Railway Technical Society of Australasia


Southern Distribution Business Park


South East Australian Transport Strategy


South East Local Government Association


Sydney Ports Corporation


Southern Sydney Freight Line


Twenty-Foot Equivalent Unit


Timber Industry Road Evaluation Strategy


WA Plantation Resources

List of recommendations

2 Australia’s Transport Task

Recommendation 1

The Committee recommends that the Minister for Transport and Regional Services require the Australian Transport Commission and the Bureau of Transport and Regional Economics to undertake the establishment of a national transport database.

Recommendation 2

The Committee recommends that the Minister for Transport and Regional Services urgently initiate legislation requiring transport industry operatives to supply essential information for the proposed transport database.

3 The Ports

Recommendation 3

The Committee recommends that COAG undertake the establishment of an Australia-wide set of standards for the approval of port dredging projects, with a view to a co-ordinated and timely approach to achieving critical depth upgrades.

Recommendation 4

The Committee recommends that, in the national interest, the Australian Government assist the Port of Melbourne to complete its channel deepening project as soon as possible.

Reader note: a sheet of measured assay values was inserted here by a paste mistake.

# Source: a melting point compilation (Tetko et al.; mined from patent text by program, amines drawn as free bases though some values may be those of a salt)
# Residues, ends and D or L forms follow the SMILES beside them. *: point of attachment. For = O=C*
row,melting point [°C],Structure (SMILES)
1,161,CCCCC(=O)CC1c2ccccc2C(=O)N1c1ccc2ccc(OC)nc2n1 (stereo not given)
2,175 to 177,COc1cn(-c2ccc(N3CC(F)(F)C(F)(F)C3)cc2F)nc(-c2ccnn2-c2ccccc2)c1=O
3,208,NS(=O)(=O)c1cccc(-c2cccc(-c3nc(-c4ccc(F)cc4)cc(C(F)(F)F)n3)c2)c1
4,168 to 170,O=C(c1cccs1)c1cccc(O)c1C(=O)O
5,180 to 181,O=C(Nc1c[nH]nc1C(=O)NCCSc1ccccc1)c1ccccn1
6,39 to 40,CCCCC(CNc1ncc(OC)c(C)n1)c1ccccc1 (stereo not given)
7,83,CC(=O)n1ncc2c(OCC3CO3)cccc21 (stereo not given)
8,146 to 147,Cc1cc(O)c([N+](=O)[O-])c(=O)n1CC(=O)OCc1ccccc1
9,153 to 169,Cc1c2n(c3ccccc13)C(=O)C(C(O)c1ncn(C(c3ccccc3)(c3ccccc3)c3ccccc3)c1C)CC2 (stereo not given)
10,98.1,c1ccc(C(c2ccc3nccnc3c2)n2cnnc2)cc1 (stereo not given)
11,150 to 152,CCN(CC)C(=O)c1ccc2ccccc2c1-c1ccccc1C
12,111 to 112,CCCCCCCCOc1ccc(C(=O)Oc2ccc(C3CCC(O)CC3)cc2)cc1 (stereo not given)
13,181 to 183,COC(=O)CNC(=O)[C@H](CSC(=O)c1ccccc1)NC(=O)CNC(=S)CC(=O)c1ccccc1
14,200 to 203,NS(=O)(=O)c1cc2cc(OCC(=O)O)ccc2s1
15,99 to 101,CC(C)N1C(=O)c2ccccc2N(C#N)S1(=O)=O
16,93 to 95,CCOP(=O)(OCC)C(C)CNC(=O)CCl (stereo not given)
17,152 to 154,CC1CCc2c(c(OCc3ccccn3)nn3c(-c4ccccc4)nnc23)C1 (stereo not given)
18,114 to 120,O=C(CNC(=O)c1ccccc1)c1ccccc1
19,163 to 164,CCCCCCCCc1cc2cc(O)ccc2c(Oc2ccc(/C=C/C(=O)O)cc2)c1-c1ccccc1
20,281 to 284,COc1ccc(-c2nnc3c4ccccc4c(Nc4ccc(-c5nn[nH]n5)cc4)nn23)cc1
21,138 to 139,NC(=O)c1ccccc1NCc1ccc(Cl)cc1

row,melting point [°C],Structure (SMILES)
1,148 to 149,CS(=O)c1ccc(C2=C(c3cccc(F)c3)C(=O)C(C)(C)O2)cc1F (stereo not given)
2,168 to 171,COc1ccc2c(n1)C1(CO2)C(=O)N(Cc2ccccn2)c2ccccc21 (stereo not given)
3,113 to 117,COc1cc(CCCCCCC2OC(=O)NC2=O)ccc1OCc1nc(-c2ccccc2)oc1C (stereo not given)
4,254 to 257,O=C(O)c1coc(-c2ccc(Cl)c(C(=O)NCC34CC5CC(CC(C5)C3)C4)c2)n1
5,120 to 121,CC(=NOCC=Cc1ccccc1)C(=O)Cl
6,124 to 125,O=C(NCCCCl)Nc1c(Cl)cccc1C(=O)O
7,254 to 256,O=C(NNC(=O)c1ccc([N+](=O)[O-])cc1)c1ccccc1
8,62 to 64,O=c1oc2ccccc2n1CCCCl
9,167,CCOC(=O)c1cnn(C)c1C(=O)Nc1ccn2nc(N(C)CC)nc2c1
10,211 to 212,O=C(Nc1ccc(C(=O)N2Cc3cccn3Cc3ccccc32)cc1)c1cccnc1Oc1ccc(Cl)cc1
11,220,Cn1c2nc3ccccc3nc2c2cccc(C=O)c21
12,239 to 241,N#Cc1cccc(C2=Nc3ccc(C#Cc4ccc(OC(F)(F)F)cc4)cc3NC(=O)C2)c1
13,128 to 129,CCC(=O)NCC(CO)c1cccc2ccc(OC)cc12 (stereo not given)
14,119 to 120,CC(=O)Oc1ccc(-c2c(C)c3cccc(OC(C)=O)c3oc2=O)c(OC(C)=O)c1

Recommendation 5

The Committee recommends that a “Critical Port Infrastructure Fund” should be established to urgently provide funding assistance for the construction of vital infrastructure projects costing up to $150 million. This fund would be in addition to AusLink and separate from it. It would not, of course, cover projects already being funded from other sources.

Recommendation 6

The Committee recommends that this fund should be not less than $600 million a year over a five year program, on the basis of 50/50 participation with either State or private providers.

Recommendation 7

The Committee recommends the establishment of a Critical Port Infrastructure Commission to administer the Critical Port Infrastructure Fund recommended above.

4 Rail

Recommendation 8

The Committee recommends urgent consideration by the Minister for Transport and Regional Services of the techniques used in the Hunter Valley Coal Chain, for application to other transport chains. It also recommends that, at Ministerial discretion, a grant of $250,000 be made available on a one-off basis, for the establishment of a position of Chain Co-ordinator and the provision of a small secretariat.